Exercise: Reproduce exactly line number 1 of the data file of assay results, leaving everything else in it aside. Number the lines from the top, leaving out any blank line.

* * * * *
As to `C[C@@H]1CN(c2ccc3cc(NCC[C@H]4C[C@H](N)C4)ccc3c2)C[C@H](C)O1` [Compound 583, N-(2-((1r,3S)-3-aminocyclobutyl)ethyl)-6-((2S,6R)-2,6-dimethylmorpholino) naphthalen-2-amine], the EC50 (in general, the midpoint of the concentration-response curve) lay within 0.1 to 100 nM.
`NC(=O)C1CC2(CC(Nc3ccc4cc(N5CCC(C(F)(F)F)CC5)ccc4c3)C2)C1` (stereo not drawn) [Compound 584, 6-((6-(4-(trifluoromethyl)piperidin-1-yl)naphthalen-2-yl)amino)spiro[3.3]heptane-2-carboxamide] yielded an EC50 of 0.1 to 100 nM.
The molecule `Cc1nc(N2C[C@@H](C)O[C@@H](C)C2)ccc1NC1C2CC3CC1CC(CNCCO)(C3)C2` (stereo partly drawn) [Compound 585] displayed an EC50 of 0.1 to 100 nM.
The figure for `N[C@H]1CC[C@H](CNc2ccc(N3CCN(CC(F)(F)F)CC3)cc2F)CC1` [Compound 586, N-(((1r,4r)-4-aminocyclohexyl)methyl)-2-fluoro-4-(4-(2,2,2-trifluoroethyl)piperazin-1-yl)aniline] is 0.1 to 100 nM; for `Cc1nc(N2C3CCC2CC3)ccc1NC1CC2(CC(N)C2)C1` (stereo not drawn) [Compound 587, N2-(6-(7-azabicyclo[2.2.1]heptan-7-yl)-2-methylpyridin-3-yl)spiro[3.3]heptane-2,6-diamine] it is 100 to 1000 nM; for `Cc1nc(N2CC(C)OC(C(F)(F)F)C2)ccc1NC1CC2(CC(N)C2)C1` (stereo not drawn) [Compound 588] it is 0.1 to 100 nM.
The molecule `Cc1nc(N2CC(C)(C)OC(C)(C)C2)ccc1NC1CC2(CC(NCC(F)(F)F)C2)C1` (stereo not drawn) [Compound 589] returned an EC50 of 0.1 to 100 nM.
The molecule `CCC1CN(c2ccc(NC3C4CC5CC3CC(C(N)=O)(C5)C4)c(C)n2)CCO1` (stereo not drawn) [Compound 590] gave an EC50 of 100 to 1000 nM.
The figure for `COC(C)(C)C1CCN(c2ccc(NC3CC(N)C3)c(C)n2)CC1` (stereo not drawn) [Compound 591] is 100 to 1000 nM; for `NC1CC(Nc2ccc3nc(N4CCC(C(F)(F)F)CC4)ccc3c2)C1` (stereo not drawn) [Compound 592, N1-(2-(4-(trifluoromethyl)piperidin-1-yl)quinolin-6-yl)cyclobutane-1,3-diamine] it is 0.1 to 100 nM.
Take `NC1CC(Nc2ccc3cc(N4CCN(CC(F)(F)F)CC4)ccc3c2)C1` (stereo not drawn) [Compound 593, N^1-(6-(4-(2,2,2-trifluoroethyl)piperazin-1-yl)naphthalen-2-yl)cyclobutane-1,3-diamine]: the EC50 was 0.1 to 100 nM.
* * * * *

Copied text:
As to `C[C@@H]1CN(c2ccc3cc(NCC[C@H]4C[C@H](N)C4)ccc3c2)C[C@H](C)O1` [Compound 583, N-(2-((1r,3S)-3-aminocyclobutyl)ethyl)-6-((2S,6R)-2,6-dimethylmorpholino) naphthalen-2-amine], the EC50 (in general, the midpoint of the concentration-response curve) lay within 0.1 to 100 nM.